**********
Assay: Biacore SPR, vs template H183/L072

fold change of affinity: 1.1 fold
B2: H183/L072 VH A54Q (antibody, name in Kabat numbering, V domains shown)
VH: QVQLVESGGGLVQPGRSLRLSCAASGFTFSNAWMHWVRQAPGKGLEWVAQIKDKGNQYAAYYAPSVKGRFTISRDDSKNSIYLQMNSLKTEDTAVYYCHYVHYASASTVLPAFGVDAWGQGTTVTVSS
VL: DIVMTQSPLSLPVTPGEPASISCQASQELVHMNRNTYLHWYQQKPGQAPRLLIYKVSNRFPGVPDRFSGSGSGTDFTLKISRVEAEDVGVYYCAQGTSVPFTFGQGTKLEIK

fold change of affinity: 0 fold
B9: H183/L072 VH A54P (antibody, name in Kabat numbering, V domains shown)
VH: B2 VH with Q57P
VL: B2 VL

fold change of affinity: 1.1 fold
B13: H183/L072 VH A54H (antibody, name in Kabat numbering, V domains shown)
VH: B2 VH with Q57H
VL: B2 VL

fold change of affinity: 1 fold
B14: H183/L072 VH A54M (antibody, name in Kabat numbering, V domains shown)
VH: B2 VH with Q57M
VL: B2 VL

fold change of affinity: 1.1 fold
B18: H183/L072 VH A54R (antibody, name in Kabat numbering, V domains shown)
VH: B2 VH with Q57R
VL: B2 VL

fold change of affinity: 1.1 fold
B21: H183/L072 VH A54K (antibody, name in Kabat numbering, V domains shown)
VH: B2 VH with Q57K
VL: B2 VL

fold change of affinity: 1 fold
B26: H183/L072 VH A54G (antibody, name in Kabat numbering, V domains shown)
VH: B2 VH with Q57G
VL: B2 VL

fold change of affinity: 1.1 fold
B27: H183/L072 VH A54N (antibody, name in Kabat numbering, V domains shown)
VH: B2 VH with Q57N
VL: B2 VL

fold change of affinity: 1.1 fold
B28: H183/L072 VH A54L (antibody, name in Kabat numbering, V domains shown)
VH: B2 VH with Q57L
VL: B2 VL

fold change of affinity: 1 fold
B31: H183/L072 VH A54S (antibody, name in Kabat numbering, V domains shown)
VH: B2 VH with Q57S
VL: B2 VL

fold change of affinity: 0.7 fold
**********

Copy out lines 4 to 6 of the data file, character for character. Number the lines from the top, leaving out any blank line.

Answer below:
VH: QVQLVESGGGLVQPGRSLRLSCAASGFTFSNAWMHWVRQAPGKGLEWVAQIKDKGNQYAAYYAPSVKGRFTISRDDSKNSIYLQMNSLKTEDTAVYYCHYVHYASASTVLPAFGVDAWGQGTTVTVSS
VL: DIVMTQSPLSLPVTPGEPASISCQASQELVHMNRNTYLHWYQQKPGQAPRLLIYKVSNRFPGVPDRFSGSGSGTDFTLKISRVEAEDVGVYYCAQGTSVPFTFGQGTKLEIK

fold change of affinity: 0 fold